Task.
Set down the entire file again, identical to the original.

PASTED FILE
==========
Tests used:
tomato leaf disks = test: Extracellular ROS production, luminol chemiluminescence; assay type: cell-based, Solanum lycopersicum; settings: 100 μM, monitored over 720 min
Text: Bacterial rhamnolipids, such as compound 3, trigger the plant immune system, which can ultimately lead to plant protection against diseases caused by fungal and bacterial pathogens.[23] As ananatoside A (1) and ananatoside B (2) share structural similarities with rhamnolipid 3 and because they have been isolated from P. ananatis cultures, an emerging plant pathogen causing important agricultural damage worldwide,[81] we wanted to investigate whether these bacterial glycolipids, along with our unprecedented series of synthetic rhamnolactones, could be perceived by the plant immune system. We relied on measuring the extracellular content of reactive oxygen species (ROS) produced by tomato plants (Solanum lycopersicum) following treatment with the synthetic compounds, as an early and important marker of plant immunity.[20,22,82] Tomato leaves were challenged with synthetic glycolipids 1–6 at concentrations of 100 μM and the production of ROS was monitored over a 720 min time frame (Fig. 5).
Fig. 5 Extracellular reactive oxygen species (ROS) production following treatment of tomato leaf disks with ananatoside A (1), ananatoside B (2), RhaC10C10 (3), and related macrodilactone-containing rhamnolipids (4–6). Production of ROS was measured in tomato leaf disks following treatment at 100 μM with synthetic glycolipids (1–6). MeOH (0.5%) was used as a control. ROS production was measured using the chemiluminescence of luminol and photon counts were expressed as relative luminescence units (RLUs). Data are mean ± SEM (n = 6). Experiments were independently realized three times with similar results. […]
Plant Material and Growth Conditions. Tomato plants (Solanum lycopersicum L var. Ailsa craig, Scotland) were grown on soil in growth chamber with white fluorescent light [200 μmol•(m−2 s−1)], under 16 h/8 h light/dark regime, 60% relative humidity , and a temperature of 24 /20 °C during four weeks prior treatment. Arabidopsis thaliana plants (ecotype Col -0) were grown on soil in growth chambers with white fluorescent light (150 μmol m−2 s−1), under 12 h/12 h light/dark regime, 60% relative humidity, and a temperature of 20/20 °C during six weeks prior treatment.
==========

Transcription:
Tests used:
tomato leaf disks = test: Extracellular ROS production, luminol chemiluminescence; assay type: cell-based, Solanum lycopersicum; settings: 100 μM, monitored over 720 min
Text: Bacterial rhamnolipids, such as compound 3, trigger the plant immune system, which can ultimately lead to plant protection against diseases caused by fungal and bacterial pathogens.[23] As ananatoside A (1) and ananatoside B (2) share structural similarities with rhamnolipid 3 and because they have been isolated from P. ananatis cultures, an emerging plant pathogen causing important agricultural damage worldwide,[81] we wanted to investigate whether these bacterial glycolipids, along with our unprecedented series of synthetic rhamnolactones, could be perceived by the plant immune system. We relied on measuring the extracellular content of reactive oxygen species (ROS) produced by tomato plants (Solanum lycopersicum) following treatment with the synthetic compounds, as an early and important marker of plant immunity.[20,22,82] Tomato leaves were challenged with synthetic glycolipids 1–6 at concentrations of 100 μM and the production of ROS was monitored over a 720 min time frame (Fig. 5).
Fig. 5 Extracellular reactive oxygen species (ROS) production following treatment of tomato leaf disks with ananatoside A (1), ananatoside B (2), RhaC10C10 (3), and related macrodilactone-containing rhamnolipids (4–6). Production of ROS was measured in tomato leaf disks following treatment at 100 μM with synthetic glycolipids (1–6). MeOH (0.5%) was used as a control. ROS production was measured using the chemiluminescence of luminol and photon counts were expressed as relative luminescence units (RLUs). Data are mean ± SEM (n = 6). Experiments were independently realized three times with similar results. […]
Plant Material and Growth Conditions. Tomato plants (Solanum lycopersicum L var. Ailsa craig, Scotland) were grown on soil in growth chamber with white fluorescent light [200 μmol•(m−2 s−1)], under 16 h/8 h light/dark regime, 60% relative humidity , and a temperature of 24 /20 °C during four weeks prior treatment. Arabidopsis thaliana plants (ecotype Col -0) were grown on soil in growth chambers with white fluorescent light (150 μmol m−2 s−1), under 12 h/12 h light/dark regime, 60% relative humidity, and a temperature of 20/20 °C during six weeks prior treatment.